PopZette

Heavyweight Boxer: ‘The U.S. Isn’t the United Charity of the World’

In a revealing LifeZette interview, David Rodriguez talks about boxing, immigration, and political bias in sports

Former heavyweight boxer David “Nino” Rodriguez has had 36 professional fights. Of those, 34 were knockouts by Rodriguez. Twenty-four of those knockouts were in the first round. So it should go without saying that the man knows how to handle himself inside a ring.

Outside of the ring, though, is where Rodriguez, age 39, finds himself today. After a knife attack that left him nearly dead, Rodriguez returned to the ring briefly but found his strength in other areas as well. He chronicles his journey to recovery in his recent book, “When the Lights Go Out.”

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Rodriguez, from El Paso, Texas, is now an anti-bullying advocate who spreads messages of faith and strength. What makes him unique is his openness about his politics, which led him to help create a viral video that showed the weakness of America’s southern border. His faith and politics have served him well personally, but professional bias seems to exist in the athletic world — just as it does in entertainment. That’s a problem.

LifeZette talked to Rodriguez about his journey, his book, his new conservative-leaning venture (borderlandalternativemedia), and the existence of political bias in sports.

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Question: Tell us a little bit about your motivation to write “When the Lights Go Out” and what you hope readers take away from your book.
Answer: My whole motivation behind writing it was purely therapeutic. I needed to release the pain I felt, of seeing my career end so tragically. Dealing with having almost been murdered, and then losing my perfect 36-0 record with a devastating loss, destroyed me inside.

When I began writing the book, I realized how my life’s journey had thus far come full circle. I realized I’d begun as an insecure child who was bullied. My whole career, I was trying to prove something to myself. I hope anyone who reads my story will see how fragile life is and that we must enjoy the ride no matter the difficulties. We are each uniquely different, and we all are here to make a difference in our own way.

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Q: You’ve obviously endured a great deal, nearly having your greatest ability and outlet to express yourself completely ripped away from you, as your book details. Now, you advocate for bullied kids and do great motivational speaking. You went through something awful — but did that experience make you more of who you are or somehow make you a stronger version of yourself?
A: I believe it revealed my true strength. We sometimes do not know who we truly are until we are tested. That is why I loved boxing so much. It was always a spiritual test for me, to face down my fears and overcome them, fight by fight. Now I faced an even greater test — nearly losing my life and ultimately losing my career. I found an even stronger “me” through all of these trials.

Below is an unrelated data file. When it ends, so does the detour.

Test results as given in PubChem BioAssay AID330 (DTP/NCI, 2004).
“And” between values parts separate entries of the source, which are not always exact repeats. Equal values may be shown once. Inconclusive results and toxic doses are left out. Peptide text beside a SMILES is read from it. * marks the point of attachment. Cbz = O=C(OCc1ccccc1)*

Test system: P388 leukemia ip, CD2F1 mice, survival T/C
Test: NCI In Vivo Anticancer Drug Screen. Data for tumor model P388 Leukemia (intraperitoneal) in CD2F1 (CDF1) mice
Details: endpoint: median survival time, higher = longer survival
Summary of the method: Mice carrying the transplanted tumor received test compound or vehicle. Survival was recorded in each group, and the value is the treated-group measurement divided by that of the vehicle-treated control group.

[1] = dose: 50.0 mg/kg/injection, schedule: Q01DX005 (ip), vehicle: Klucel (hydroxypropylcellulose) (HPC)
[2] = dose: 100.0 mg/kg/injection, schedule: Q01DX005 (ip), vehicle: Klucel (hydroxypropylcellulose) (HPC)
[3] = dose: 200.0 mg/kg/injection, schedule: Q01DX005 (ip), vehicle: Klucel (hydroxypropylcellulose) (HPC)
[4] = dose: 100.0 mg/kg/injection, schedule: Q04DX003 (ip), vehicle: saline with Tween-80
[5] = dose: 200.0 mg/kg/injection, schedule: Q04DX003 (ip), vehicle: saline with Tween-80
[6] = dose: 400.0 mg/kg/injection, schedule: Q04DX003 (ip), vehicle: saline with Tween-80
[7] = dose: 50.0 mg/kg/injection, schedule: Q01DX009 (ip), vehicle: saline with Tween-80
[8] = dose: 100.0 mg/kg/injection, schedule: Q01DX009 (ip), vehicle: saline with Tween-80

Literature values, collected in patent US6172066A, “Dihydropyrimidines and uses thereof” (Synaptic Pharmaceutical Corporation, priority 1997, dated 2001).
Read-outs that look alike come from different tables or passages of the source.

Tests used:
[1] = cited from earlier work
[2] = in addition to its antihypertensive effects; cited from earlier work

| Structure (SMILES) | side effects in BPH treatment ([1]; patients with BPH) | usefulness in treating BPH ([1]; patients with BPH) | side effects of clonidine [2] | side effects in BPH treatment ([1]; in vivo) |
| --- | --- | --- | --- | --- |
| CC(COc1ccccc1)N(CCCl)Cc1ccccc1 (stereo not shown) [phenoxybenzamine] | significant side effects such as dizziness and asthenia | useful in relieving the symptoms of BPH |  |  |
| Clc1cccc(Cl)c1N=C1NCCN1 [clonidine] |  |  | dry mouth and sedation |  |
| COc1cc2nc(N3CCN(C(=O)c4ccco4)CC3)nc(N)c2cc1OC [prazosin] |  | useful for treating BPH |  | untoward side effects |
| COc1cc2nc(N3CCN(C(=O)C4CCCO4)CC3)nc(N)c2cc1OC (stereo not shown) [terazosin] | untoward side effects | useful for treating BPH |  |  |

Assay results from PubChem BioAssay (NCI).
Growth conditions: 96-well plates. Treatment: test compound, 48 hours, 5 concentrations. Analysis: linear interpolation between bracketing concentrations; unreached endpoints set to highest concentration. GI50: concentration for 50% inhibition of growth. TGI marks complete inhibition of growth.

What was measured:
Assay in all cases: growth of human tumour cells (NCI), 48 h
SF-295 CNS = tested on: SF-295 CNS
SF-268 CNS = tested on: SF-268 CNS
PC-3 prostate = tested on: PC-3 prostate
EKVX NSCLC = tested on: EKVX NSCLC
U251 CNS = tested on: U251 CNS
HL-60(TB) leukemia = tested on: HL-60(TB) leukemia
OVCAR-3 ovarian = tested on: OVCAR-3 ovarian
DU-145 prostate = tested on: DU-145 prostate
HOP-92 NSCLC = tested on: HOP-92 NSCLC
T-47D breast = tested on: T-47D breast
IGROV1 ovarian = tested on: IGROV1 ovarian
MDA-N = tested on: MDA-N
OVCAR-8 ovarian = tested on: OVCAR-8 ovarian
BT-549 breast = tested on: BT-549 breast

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Q: Tell us a little about the video you did with Army veteran and independent journalist Joe Biggs near the border. What was the motivation for it?
A: The motivation behind the video was purely adrenaline and fun, while showing how weak our border really is. The fact that we had Mexicans laughing with us at our pathetic border showed just how ridiculous our border patrol security really is. I’m all for immigration as long as it’s legal. I believe we need to vet thoroughly so that we don’t allow the wrong type of people to come here and cause harm to innocent people. Maybe a thousand people can come here with great intentions, but it only takes one to cause immense harm and pain to a community.

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My family are migrants, but they did it the right way and worked extremely hard, with belief in a country where dreams can come true if you apply yourself. This is what makes America so beautiful and different from every other country in the world. That we have so many people coming to this great country and living off taxpayer dollars is wrong in my eyes, and it isn’t fair to the people who work hard.

“My family are migrants, but they did it the right way and worked extremely hard.”

The U.S. isn’t the United Charity of the World. Our citizens must come first. I understand many readers may not agree, but this country has been deeply divided by this issue. It’s time we all come together and break bread together to talk about our differences. We all are still part of the same wonderful country, and we must respect each others’ opinions.

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Q: You’re obviously very open about your beliefs and who you are. Has that ever held your career back? Have you ever witnessed or experienced bias in the sports world because of who you are, similar to what artists experience in Hollywood?
A: Absolutely. I’ve had many people walk away from me completely. I’ve even had publicists and managers secretly work against me. It’s been an uphill battle, but it’s OK. Everyone has a right to what they believe. I do not take it personally. I have a tattoo on my forearm that’s a quote from Emiliano Zapata, a famous Mexican general that reads, “It’s better to die on your feet than to live a life on your knees.”

To me it’s better to stand for what you believe in than to become a sheep and live in fear of what other people might think of you. That’s not living. God bless.

meet the author

PopZette editor Zachary Leeman can be reached at [email protected].